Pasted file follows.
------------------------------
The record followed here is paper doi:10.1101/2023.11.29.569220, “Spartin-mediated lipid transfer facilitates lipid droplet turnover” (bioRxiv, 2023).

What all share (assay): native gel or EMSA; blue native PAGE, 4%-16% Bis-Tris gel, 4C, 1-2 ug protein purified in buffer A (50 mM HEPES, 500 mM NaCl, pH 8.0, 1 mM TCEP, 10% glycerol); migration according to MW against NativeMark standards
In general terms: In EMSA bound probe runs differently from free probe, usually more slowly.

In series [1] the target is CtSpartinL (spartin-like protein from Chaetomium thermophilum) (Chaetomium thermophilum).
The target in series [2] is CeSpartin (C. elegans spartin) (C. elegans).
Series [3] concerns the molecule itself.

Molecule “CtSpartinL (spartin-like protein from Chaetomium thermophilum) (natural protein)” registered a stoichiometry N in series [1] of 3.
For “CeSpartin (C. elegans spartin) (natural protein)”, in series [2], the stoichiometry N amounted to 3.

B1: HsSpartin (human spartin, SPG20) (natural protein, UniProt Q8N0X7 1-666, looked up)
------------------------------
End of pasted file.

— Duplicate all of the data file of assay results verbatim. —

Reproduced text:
The record followed here is paper doi:10.1101/2023.11.29.569220, “Spartin-mediated lipid transfer facilitates lipid droplet turnover” (bioRxiv, 2023).

What all share (assay): native gel or EMSA; blue native PAGE, 4%-16% Bis-Tris gel, 4C, 1-2 ug protein purified in buffer A (50 mM HEPES, 500 mM NaCl, pH 8.0, 1 mM TCEP, 10% glycerol); migration according to MW against NativeMark standards
In general terms: In EMSA bound probe runs differently from free probe, usually more slowly.

In series [1] the target is CtSpartinL (spartin-like protein from Chaetomium thermophilum) (Chaetomium thermophilum).
The target in series [2] is CeSpartin (C. elegans spartin) (C. elegans).
Series [3] concerns the molecule itself.

Molecule “CtSpartinL (spartin-like protein from Chaetomium thermophilum) (natural protein)” registered a stoichiometry N in series [1] of 3.
For “CeSpartin (C. elegans spartin) (natural protein)”, in series [2], the stoichiometry N amounted to 3.

B1: HsSpartin (human spartin, SPG20) (natural protein, UniProt Q8N0X7 1-666, looked up)